One of Klimt’s greatest portraits to be offered at Sotheby’s London
Gustav Klimt’s portrait Bildnis Gertrud Loew of 1902 will be offered for sale at Sotheby’s London in its 24th June Impressionist & Modern Art Evening Sale.
The sale has been arranged following a settlement between the Felsöványi family and The Gustav Klimt | Wien 1900-Privatstiftung (Klimt Foundation).
The painting (est. £12-18 million / $18.5-27.7 million / €16.8-25.3 million) depicts the ethereal figure of Gertrud Loew, later known by her married name Gertha Felsöványi, a member of fin-de-siècle Viennese society, wreathed in diaphanous folds of gossamer fabric.
Helena Newman, Sotheby’s co-head of Impressionist & Modern Art Worldwide said: “Gustav Klimt’s exquisite and ingenious representations of women have led him to become the most celebrated painter of the female portrait of the early 20th Century. Bildnis Gertrud Loew, from a crucial period in the artist’s career, is one of his finest portraits to appear at auction in over twenty years.”
Gertrud Felsöványi’s granddaughter, commenting on behalf of the family heirs, said: “This portrait portrays the brave and determined nature of my grandmother. Her strength of character and beauty lives on in this visual embodiment. My father, Anthony Felsöványi, last saw this painting in June 1938 when he left the family home for the last time to depart for America. At that time my grandmother had been advised to leave her family home to live in a less grand home to try to avoid the attention of the Nazis, given her Jewish ancestry.”
Eventually, under duress, her grandmother left Vienna altogether in 1939 to join her son in America, having left all of her belongings behind – including the painting.
“Her home had been taken over as a Nazi headquarters and she had left her valuable belongings with friends and acquaintances. After the war, she never returned to Vienna. Only my father’s sister did, with the hope of retrieving some of their belongings, but to no avail. My father said that my grandmother never again mentioned the painting or the valuable belongings she had left behind.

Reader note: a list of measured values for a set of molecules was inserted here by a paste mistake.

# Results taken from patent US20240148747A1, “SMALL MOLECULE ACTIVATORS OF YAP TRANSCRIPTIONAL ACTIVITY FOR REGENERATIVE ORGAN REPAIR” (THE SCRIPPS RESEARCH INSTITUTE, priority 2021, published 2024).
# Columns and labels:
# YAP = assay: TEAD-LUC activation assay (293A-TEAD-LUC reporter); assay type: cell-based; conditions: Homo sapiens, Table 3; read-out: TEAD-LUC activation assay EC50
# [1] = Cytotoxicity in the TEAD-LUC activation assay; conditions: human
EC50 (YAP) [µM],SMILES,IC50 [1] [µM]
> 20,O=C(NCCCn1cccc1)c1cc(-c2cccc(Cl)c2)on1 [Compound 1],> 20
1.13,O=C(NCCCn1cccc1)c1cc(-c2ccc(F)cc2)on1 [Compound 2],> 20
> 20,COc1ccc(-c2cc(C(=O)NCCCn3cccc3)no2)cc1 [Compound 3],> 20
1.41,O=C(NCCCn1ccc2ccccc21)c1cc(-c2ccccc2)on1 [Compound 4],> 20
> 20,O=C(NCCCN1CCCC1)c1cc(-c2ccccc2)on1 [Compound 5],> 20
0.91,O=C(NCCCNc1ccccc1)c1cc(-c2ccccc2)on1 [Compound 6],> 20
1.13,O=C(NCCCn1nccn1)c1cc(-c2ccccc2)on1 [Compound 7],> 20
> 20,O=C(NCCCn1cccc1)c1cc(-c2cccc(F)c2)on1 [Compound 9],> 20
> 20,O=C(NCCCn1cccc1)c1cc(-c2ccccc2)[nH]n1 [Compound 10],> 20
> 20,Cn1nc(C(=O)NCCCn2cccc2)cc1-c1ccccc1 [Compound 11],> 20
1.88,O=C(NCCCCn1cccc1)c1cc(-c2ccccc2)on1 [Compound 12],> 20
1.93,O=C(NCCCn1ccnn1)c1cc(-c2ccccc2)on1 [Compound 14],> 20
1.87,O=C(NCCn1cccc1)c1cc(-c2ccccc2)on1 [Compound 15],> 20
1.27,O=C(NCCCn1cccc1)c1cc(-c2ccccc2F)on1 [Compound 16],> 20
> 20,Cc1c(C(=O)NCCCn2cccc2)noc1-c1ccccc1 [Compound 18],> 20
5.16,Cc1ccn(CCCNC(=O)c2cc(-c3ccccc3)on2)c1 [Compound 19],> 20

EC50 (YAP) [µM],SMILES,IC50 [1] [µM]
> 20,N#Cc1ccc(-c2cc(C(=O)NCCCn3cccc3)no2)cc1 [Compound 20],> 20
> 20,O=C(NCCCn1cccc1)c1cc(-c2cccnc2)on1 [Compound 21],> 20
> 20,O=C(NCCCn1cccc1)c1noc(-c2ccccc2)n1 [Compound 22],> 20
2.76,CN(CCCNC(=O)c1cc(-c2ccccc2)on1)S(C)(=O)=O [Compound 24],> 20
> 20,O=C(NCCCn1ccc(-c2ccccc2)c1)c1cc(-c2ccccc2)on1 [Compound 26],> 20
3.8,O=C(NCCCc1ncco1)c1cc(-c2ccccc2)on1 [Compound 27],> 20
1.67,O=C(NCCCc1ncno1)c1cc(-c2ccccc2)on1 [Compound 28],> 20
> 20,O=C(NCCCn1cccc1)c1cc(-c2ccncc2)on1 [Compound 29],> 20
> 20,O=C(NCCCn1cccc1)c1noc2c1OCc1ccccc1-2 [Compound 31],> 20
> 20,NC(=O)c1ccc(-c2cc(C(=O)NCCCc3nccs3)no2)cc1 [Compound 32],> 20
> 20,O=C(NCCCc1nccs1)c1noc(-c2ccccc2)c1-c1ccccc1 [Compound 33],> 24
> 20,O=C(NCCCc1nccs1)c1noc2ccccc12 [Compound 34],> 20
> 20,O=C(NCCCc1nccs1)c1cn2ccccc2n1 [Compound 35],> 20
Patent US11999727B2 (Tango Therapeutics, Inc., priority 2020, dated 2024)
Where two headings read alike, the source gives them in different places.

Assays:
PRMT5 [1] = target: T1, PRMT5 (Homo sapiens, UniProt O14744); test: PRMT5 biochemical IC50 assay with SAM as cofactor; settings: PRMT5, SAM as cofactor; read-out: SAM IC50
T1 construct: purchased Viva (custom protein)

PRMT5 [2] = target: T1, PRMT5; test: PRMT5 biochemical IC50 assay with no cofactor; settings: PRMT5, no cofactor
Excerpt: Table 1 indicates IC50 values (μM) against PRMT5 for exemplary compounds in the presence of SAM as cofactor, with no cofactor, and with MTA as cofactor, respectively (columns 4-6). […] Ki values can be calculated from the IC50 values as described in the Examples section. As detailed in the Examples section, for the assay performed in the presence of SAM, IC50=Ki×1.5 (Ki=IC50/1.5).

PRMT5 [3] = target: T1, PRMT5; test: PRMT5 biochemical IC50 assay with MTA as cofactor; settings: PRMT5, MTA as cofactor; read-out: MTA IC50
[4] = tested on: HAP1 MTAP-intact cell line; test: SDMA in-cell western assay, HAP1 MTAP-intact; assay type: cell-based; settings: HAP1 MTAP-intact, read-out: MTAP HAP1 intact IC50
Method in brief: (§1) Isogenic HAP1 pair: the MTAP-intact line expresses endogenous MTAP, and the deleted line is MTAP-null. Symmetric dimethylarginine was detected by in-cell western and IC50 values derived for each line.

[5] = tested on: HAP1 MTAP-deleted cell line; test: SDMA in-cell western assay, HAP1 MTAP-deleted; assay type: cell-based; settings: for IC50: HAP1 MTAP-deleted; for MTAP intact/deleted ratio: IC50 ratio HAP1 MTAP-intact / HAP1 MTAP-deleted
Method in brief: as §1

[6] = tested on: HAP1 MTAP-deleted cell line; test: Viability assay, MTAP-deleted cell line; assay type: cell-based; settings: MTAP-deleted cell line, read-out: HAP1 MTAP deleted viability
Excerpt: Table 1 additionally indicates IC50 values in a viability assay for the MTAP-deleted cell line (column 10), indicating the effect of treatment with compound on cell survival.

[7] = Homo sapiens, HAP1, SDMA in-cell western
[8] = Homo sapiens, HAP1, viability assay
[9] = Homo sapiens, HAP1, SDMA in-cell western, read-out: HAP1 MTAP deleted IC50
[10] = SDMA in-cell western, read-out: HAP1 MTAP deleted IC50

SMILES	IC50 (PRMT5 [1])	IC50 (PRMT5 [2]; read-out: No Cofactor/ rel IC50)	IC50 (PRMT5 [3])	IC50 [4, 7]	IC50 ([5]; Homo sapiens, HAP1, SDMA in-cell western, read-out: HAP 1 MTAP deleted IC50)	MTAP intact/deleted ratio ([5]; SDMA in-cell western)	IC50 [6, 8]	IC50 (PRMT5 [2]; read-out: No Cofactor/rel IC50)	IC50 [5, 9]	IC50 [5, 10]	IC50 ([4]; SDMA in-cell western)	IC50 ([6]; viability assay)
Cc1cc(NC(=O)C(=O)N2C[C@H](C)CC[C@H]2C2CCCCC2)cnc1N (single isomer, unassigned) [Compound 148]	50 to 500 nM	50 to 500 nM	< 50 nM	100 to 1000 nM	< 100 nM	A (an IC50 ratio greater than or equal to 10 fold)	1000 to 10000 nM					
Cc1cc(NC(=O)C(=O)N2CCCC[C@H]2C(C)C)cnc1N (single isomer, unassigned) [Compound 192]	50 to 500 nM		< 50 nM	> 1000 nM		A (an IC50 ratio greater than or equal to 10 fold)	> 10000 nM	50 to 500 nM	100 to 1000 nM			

“My father recalled that throughout his childhood the painting was displayed in the entrance hall of their family home. It was displayed prominently on a stand rather than hung on the wall, and faced out to the gardens. After he had left Vienna, my father hung a reproduction of the Klimt portrait of his mother in his home in America.”
When Gertrud’s daughter, Maria, returned to Vienna after the war to reclaim her family’s property she discovered that it had all been sold by her mother’s friend – herself under duress by persecution – and the Felsöványi family was not able to retrieve a single work of art.
Untraceable by the Felsöványi family, Bildnis Gertrud Loew had been acquired by Gustav Ucicky, one of Gustav Klimt’s sons by Maria Ucicka who had modelled for the artist. Gustav Ucicky was a film director who rose to prominence during the Weimar Republic. He acquired a considerable number of works by his father, which he left to his wife Ursula after his death in 1961.
In 2013 Ursula Ucicky established Gustav Klimt | Wien 1900-Privatstiftung which houses this collection of works and is also a non-profit cultural, art historical, scientific and educational centre.
In addition to aiming to preserve and research the life and oeuvre of Gustav Klimt, Ursula Ucicky wished to research the history of the acquisition of the artworks in the collection, enlisting notable provenance experts to carry out the research. Following extensive research, a settlement between the Felsöványi family and the Klimt Foundation was reached under the Washington Conference Principles on Nazi-Confiscated Art and an agreement that Bildnis Gertrud Loew will be offered for sale.
Commenting on the sale, Peter Weinhäupl, Chair of the Board of Directors of The Gustav Klimt | Wien 1900-Privatstiftung (Klimt Foundation), said: “Mrs Ucicky and the Klimt Foundation are happy and grateful that a just and fair settlement was reached with the heirs of the Felsöványi family on the basis of the Washington Conference Principles and in accordance with our Foundation’s charter.”
Newman added that her father would have been pleased by the settlement that has led to the sale of the painting.
“While sadly my father is no longer alive, having died two years ago aged ninety-eight, this settlement would have meant a great deal to him, as it does to me and the other family heirs with whom this settlement has been agreed.
“Before his death my father had wanted to thank Mrs Ucicky for her longstanding desire to work towards this settlement, and our family wishes to thank her as well as the researchers and others involved in bringing about this resolution.”